GUESTWORDS: The Wimbledon Report

By Carole O’Malley Gaunt

   If your sun-spotted hand has ever held a tennis racket, put this on the bucket list. Die-hards: Skip the miscellany and go straight to Saturday.
    Brilliant advice from Debbie Mays, a former Londoner, who advised me to prepare for all kinds of weather, which I did. It was 60 degrees and rained a bit every day. Sometimes more than a bit, but I was well jacketed and never left the hotel without an umbrella in hand.
    Transportation: District Line tube. Exit at Smithfields. Brilliant, again.
    An overcast Thursday in London, July 6, 2012. Cast: Carole, dowager and memoirist. Susan, middle daughter and history professor. Victoria, youngest daughter and corporate businessperson. In absentia: Abigail, oldest daughter and college administrator, who at 7.75 months pregnant stayed in New Orleans, yet present in spirit.
    I did experience a bit of a tinge when I paid the 70-plus pounds taxi fare (the conversion rate was 1.76 so the end result was painful) as Victoria and I arrived at the newly renovated Savoy, where we were graciously ushered into our high-ceilinged, well-lit, and well-appointed rooms. I flicked on BBC One and watched Wimbledon while awaiting Susan’s arrival from Seville, Spain, where she had spent the month of June researching 18th-century ship inventories. Ever frugal, Susan arrived by tube.
    Since the fashion-driven Victoria was intent on purchasing a Cambridge satchel (if you’re under 30, check these out), we headed by taxi, again, to the legendary Harrods. Since this much-coveted satchel, as it turns out, is really a schoolbag, we were directed from handbags to the children’s floor, where we would find a better selection. On our way, we stepped off the escalator to gape at the massive statue, titled “Innocent Victims,” of Princess Diana and Dodi al-Fayed, who seem to be in the middle of executing a “Dancing With the Stars” routine. (Statue title: discussion point.) Victoria ended up deciding she would buy the item online so that she could get her name put on a metal plaque.
    I was struck by the large number of burka-clad women in groups of three or four, all laden with shopping bags and carrying exquisite handbags, which gave the portly department store a bit of a bazaar flavor. Since Victoria had taken notes while reading “Confessions of a Shopaholic,” we headed across the street to TopShop, where she succeeded in buying a “very-in denim” jacket and an olive jacket. We studied the street map and agreed to walk down Sloane Street to Chelsea, where we were meeting a friend for dinner at Ziani’s, an Italian neighborhood restaurant he had selected at our insistence. Leisurely strolling, we window-shopped, Brit-watched, and stopped to watch tennis players in Cadogan Place, which I mistook for public gardens. As the Brits say, the restaurant choice was “brilliant.”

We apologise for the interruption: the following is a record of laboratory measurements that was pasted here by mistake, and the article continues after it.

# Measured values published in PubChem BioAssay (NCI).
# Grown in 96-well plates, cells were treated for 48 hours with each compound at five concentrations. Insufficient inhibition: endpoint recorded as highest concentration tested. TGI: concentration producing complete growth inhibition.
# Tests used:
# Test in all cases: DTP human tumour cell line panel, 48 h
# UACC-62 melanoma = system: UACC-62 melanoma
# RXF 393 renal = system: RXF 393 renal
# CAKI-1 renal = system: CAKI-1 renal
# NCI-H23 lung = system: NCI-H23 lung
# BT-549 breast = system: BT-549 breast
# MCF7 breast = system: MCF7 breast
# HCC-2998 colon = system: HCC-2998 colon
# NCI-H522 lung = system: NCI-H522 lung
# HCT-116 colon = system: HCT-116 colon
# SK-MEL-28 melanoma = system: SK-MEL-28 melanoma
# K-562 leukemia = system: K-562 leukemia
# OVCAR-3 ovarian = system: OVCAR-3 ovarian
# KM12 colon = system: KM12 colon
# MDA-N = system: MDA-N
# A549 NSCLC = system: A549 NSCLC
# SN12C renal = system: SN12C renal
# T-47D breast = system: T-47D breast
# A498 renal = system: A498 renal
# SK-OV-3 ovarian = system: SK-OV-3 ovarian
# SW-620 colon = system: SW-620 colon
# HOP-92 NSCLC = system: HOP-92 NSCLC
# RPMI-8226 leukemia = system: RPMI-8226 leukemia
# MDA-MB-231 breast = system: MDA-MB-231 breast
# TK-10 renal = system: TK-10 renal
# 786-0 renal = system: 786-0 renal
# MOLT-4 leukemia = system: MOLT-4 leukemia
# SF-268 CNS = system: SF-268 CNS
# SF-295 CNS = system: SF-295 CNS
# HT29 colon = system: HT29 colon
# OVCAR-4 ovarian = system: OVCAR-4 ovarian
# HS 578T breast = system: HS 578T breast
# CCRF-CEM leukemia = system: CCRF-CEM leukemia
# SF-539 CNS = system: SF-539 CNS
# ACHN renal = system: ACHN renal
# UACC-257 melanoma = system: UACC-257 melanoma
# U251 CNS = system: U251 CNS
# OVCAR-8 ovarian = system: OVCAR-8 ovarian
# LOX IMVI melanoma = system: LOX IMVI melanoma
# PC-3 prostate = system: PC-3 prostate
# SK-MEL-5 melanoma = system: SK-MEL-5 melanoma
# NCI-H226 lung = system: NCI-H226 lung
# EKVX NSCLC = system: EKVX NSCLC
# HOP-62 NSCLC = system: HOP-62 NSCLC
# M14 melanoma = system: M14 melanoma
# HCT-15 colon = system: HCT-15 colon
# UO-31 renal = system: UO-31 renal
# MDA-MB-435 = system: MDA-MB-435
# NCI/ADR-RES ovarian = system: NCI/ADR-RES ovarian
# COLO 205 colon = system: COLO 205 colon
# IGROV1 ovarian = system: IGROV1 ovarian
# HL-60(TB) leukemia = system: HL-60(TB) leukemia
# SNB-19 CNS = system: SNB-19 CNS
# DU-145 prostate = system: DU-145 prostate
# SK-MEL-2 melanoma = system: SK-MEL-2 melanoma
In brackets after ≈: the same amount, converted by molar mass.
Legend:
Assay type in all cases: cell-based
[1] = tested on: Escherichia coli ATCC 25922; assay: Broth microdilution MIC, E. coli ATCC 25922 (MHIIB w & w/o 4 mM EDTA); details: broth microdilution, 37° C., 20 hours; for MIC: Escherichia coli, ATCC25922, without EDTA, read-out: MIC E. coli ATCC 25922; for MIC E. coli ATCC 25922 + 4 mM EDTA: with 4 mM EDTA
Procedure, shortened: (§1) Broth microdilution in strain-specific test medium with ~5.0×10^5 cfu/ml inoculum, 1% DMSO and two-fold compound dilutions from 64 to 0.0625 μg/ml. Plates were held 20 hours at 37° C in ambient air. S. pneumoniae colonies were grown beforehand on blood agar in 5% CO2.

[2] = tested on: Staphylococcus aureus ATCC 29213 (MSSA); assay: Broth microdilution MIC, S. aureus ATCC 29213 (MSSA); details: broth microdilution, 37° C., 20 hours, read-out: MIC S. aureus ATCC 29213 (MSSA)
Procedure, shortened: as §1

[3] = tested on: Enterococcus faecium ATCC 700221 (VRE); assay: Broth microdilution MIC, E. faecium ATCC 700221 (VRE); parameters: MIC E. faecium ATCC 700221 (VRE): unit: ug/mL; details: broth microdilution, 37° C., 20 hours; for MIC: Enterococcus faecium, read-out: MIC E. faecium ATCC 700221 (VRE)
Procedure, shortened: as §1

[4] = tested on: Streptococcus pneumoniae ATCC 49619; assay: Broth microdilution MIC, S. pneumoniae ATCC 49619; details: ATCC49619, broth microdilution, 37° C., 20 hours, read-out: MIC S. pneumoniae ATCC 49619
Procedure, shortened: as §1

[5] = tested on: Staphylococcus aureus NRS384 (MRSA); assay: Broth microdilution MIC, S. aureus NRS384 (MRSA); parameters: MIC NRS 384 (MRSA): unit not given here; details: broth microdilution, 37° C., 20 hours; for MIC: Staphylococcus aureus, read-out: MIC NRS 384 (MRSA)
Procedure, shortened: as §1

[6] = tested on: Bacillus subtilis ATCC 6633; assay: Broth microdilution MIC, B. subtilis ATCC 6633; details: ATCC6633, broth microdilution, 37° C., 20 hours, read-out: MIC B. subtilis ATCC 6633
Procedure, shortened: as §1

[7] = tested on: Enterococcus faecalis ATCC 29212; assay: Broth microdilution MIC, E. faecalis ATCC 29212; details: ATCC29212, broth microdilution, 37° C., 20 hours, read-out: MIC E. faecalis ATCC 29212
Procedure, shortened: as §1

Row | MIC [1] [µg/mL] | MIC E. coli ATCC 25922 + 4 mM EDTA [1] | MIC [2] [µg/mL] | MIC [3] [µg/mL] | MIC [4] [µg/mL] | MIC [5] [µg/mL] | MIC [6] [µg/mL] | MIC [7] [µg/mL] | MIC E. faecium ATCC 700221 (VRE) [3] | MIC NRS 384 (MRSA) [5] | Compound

Friday: rain. After a substantial breakfast in the hotel’s River restaurant, we stopped in communal awe as we marveled at the hotel’s pastry chef, who was turning milk chocolate into perfect yellow replicas of tennis balls. We loved the Wimbledon theme. The price was steep but I did need to buy a hostess gift for American expats who had invited us to dinner that night at their home in South Kensington. If I could find nothing that morning in my pursuit of the perfect console table, I would spring for the tennis balls, which I later did. Susan was meeting a professor friend for lunch at the British Library while Victoria and I hit the treadmills at the hotel gym, where we alternately watched Wimbledon and a hotel guest so heavily tattooed we jointly decided that he had to be a British rock star, working off a regimen of drugs veterinarians typically administer to racehorses.
    At dinner with my old friends, the talk was of the Olympics, the economy — Barclays, in particular — higher education, gastronomy, and Wimbledon. The meal concluded with a summer pudding of syruped berries and brioche, after which our hostess broke the tennis ball into equal portions and passed it around. Superb.